Rarely, I've seen that more recent mboards may produce an error beep pattern while booting indicating the setting is wrong for the card you are using. It's possible you'll get a message from the mboard bios as well.

I'm assuming you have an AGP video card. If yours is PCI-E, substitute PCI-E where I have AGP in the following, up to the dotted line.
Go into the bios Setup and find the setting Intialize video first or Primary display or similar, and set it to AGP or similar (e.g. or the card in the slot, or similar) rather than PCI.
This setting is set to defaults when you clear the cmos or load bios defaults - defaults often set this to PCI in older bioses, or to onboard video if you have onboard video. Only one display can be Primary at a time, in the mboard bios, and in Windows. If the setting in the bios Setup is Initialize XXX video first, that's the one designated as the Primary one.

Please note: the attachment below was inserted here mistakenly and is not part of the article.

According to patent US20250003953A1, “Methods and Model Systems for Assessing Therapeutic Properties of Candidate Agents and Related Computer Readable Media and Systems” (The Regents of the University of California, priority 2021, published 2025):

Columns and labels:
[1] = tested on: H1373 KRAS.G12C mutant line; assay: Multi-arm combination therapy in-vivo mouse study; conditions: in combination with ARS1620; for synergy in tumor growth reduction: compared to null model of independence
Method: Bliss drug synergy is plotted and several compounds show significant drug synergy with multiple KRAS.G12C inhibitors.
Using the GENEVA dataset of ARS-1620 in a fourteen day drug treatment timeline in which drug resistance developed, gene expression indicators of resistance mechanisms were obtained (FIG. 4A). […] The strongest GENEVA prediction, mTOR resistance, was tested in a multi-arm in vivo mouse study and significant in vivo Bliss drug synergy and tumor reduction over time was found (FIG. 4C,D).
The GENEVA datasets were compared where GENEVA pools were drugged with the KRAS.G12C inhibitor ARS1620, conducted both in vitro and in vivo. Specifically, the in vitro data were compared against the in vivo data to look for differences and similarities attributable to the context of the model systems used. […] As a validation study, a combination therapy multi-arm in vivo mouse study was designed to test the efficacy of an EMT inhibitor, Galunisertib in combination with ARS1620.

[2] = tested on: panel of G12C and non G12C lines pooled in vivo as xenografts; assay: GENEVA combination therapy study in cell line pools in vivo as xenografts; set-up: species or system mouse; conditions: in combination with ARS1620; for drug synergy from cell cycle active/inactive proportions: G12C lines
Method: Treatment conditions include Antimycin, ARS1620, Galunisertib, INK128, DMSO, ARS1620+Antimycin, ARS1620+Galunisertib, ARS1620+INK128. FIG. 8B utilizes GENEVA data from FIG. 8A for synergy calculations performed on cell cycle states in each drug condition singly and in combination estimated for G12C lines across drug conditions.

......

In some bios Setups there is also a setting assign IRQ to AGP or similar - that must be enabled if you are using an AGP card.


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#2
January 19, 2008 at 05:30:57
Thanks very much for your comments. I shall follow these up

Richard


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#3
January 21, 2008 at 02:45:41
Thanks very much for taking so much trouble with possible solutions. I am afraid that I am still struggling – I can provide updates on some things but also need to clarify some of my original descriptions.

"When I switch on my PC, the monitor often cuts out during boot up. I can hear a relay clicking off."
The monitor comes on during boot up and displays an initial Windows screen. After a few seconds there is a click from the relay and the screen goes black just before the jingle.

"The best way to recover is to switch off the monitor, unplug the video lead, reconnect and switch on again."